clearstream

(He, Him)
This is my recommendation, it was something I thought they should have focused a little more on in 4e too (though the 4e monk is pretty close to the martial controller). Slowing moves and proning moves and similar can be configured cheaper/more reliable than a stun, as it seems right now the 5e fighter with his multi-attacks can do martial throws proning enemies better than the monk.
There's a lively debate to be had on the monk's anchoring mechanical approach. Some say controller. I feel that is too wide, and believe the most fruitful direction would be more narrow control like the Open Hand ability to deny an opponent their reaction.

Generally, I see monk as a kiting martial, switching between attack and defence and at all times aiming to avoid being hit.
 

clearstream

(He, Him)
In 4e they had the idea of primary and secondary roles. I have no issue with monks being considered to have a secondary role as a controller, but strongly believe that most players (def myself included) would not want people trying to change monks primary role into a controller.

You couldn't make them good enough at it to be a primary controller (compare: wizard) without them being unrecognisable as a monk any more. Perhaps 1 or 2 subclasses that focussed on this side would appeal to some players, to me that would be sufficient.

View attachment 146221

To me, this right here is the important elephant in the room to address (credit to Nokrim for this).

Monks dmg output flatlines and other classes continue to scale. By L11 they fall below baseline and they never recover.

No focussing on their controller sides is going to address this, nor should it try in my book.

Monks need real damage boosts for T3 and T4 play.
Looking at this I see that I should have said - all classes bar rogues - have very steppy DPR increases (notably at 5th and 11th level).

The TWF rogue exemplifies the average DPR progression that you see laid bare in the DMG - in Creating a Spell. You use TWF to increase the likelihood of hitting with at least one sneak attack per turn (at the cost of cunning action, which is disappointing in terms of what one might have hoped from the designers). You land on 3d6 at start of tier 2, and 6d6 at start of tier 3, but the dice flow in as half-level roundup.

I think the designers had a single backbone, that they then branched into probably three basic approaches, and diversified from there.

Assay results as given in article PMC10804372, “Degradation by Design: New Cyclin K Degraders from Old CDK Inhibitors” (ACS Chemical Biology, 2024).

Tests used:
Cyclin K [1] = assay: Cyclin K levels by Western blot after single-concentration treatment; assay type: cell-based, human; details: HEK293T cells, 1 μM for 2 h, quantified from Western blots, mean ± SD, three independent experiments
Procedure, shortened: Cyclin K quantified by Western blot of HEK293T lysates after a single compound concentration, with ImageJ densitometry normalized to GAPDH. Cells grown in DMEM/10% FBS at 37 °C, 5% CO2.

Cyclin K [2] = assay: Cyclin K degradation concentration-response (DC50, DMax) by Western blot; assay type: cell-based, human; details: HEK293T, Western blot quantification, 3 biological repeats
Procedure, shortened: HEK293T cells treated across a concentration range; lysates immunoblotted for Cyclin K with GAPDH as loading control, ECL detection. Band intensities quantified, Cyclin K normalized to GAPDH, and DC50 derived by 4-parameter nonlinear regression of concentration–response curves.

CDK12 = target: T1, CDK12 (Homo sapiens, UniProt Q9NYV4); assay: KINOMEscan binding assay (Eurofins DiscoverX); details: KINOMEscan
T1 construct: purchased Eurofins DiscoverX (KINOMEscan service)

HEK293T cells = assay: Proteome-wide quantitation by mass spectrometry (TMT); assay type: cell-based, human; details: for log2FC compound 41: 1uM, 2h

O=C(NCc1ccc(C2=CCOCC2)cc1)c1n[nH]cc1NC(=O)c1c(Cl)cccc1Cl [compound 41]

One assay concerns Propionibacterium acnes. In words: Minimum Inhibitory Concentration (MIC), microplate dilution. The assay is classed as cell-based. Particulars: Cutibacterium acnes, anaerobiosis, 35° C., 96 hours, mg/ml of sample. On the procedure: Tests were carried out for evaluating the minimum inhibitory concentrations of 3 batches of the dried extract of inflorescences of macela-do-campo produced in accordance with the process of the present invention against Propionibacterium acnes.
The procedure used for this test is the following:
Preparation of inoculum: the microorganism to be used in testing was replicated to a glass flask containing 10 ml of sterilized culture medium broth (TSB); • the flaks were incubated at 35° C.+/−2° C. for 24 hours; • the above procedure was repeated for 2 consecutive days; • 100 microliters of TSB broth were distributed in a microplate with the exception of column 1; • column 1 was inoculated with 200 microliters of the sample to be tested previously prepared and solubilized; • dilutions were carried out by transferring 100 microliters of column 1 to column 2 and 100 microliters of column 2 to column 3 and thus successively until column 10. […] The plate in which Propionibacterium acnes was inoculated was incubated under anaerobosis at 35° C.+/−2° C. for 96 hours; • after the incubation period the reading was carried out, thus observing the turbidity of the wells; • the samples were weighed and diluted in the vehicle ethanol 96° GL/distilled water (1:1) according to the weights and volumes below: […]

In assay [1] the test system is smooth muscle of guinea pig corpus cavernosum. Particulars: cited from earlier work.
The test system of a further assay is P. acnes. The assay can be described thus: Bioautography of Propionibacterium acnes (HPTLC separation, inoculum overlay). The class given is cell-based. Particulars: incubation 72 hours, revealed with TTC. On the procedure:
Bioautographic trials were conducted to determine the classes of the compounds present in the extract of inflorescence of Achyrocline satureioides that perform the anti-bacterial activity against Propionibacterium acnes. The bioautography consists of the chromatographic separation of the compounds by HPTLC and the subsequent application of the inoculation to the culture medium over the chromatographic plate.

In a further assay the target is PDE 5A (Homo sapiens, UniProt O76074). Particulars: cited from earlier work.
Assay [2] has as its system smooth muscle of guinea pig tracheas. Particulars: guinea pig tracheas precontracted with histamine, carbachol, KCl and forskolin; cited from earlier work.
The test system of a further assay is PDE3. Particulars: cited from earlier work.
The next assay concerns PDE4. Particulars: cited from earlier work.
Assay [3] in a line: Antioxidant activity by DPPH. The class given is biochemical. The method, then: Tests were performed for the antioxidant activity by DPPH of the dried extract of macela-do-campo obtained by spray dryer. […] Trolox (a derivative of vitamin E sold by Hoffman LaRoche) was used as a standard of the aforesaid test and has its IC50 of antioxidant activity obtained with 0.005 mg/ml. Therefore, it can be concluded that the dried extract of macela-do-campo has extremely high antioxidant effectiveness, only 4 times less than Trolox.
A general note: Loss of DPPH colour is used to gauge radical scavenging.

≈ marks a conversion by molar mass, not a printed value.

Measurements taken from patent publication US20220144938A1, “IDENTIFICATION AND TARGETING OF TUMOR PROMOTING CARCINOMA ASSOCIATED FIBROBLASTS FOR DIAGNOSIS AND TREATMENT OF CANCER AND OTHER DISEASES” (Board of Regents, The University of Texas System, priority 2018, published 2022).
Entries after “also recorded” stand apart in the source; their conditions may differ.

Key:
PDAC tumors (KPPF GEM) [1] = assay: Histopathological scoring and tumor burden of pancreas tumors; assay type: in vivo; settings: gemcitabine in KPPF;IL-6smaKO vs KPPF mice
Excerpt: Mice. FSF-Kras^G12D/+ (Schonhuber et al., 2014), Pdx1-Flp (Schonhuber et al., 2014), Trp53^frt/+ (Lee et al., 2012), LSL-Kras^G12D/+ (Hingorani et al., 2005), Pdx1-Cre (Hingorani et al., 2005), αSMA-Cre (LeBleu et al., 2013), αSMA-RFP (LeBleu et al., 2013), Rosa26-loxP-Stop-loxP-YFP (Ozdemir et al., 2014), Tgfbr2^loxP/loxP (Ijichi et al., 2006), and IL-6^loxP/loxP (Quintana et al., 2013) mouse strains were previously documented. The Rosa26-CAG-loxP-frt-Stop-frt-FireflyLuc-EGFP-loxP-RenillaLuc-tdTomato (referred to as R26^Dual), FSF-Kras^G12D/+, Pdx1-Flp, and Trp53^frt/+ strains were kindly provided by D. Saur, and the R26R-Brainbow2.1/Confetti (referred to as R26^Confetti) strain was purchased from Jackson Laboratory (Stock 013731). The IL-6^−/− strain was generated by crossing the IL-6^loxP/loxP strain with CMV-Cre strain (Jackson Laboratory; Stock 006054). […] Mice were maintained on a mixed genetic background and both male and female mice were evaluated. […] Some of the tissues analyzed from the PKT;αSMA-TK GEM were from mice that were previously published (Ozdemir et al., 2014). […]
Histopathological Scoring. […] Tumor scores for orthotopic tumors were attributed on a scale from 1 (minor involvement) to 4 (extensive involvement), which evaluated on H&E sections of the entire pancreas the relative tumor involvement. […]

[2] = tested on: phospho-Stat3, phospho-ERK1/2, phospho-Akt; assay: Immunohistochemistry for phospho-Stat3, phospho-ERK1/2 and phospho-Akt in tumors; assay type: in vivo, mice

Garthanos

Arcadian Knight
There's a lively debate to be had on the monk's anchoring mechanical approach. Some say controller. I feel that is too wide, and believe the most fruitful direction would be more narrow control like the Open Hand ability to deny an opponent their reaction.
I missed this reference at first ... but in order to enable the kiting to service your ability the denial needs to be able to used well as part of the movement

In 4e a monk had a number of moves where they were able to attack while long ranged shifting effectively attacking on the run while disengaged in 5e terms.
Generally, I see monk as a kiting martial, switching between attack and defence and at all times aiming to avoid being hit.
Kiting? hmmm the way I see it is only Kiting where they have "real" incentive to attack you (and you can resist well).

In 4e there were swordmages who specialized in a form of kiting ... I have even heard people reflavor swordmages as sword monks. They incentivised attacking themselves frustrated your attacks on others then moved away (and if you caught them they had extremely good defenses) ... the monk doesn't seem to have tools for that kind of kiting

Fast movement does not make you like a ranged character firing from the back row who won't be targeted while still getting to attack. Basically it seems if the monk is "defending" themselves by movement they arent attacking then their defense is like watching. (reducing their effectiveness even more) or a defense based on ki expense has the same problem reducing offense which we know fades badly already on the monk

In 4e they had the idea of primary and secondary roles. I have no issue with monks being considered to have a secondary role as a controller, but strongly believe that most players (def myself included) would not want people trying to change monks primary role into a controller.
You couldn't make them good enough at it to be a primary controller (compare: wizard) without them being unrecognisable as a monk any more. Perhaps 1 or 2 subclasses that focussed on this side would appeal to some players, to me that would be sufficient.